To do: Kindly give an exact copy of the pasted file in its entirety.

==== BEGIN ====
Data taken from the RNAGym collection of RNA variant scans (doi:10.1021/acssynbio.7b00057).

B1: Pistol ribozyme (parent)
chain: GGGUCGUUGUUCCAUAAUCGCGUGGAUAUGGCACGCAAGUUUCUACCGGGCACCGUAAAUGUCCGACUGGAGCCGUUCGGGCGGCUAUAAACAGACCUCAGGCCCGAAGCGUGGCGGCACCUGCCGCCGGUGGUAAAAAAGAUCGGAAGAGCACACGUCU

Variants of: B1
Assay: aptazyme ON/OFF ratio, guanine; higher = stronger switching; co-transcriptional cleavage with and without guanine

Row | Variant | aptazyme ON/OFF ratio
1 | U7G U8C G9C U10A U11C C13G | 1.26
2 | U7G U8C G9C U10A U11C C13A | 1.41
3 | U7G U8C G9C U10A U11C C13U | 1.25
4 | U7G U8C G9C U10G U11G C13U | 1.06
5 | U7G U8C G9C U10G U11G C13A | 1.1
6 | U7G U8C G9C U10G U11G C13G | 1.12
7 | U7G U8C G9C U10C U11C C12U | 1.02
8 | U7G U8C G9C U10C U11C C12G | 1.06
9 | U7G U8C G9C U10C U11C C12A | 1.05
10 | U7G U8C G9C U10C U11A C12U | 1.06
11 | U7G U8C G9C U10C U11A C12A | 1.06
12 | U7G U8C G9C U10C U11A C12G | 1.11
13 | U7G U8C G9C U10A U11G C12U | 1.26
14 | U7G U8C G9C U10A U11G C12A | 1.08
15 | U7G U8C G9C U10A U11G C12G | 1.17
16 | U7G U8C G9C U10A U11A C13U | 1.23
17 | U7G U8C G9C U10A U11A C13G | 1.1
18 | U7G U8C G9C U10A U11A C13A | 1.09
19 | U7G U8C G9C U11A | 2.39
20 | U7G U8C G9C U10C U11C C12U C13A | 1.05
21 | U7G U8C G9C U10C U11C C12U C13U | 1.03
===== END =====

Data taken from the RNAGym collection of RNA variant scans (doi:10.1021/acssynbio.7b00057).

B1: Pistol ribozyme (parent)
chain: GGGUCGUUGUUCCAUAAUCGCGUGGAUAUGGCACGCAAGUUUCUACCGGGCACCGUAAAUGUCCGACUGGAGCCGUUCGGGCGGCUAUAAACAGACCUCAGGCCCGAAGCGUGGCGGCACCUGCCGCCGGUGGUAAAAAAGAUCGGAAGAGCACACGUCU

Variants of: B1
Assay: aptazyme ON/OFF ratio, guanine; higher = stronger switching; co-transcriptional cleavage with and without guanine

Row | Variant | aptazyme ON/OFF ratio
1 | U7G U8C G9C U10A U11C C13G | 1.26
2 | U7G U8C G9C U10A U11C C13A | 1.41
3 | U7G U8C G9C U10A U11C C13U | 1.25
4 | U7G U8C G9C U10G U11G C13U | 1.06
5 | U7G U8C G9C U10G U11G C13A | 1.1
6 | U7G U8C G9C U10G U11G C13G | 1.12
7 | U7G U8C G9C U10C U11C C12U | 1.02
8 | U7G U8C G9C U10C U11C C12G | 1.06
9 | U7G U8C G9C U10C U11C C12A | 1.05
10 | U7G U8C G9C U10C U11A C12U | 1.06
11 | U7G U8C G9C U10C U11A C12A | 1.06
12 | U7G U8C G9C U10C U11A C12G | 1.11
13 | U7G U8C G9C U10A U11G C12U | 1.26
14 | U7G U8C G9C U10A U11G C12A | 1.08
15 | U7G U8C G9C U10A U11G C12G | 1.17
16 | U7G U8C G9C U10A U11A C13U | 1.23
17 | U7G U8C G9C U10A U11A C13G | 1.1
18 | U7G U8C G9C U10A U11A C13A | 1.09
19 | U7G U8C G9C U11A | 2.39
20 | U7G U8C G9C U10C U11C C12U C13A | 1.05
21 | U7G U8C G9C U10C U11C C12U C13U | 1.03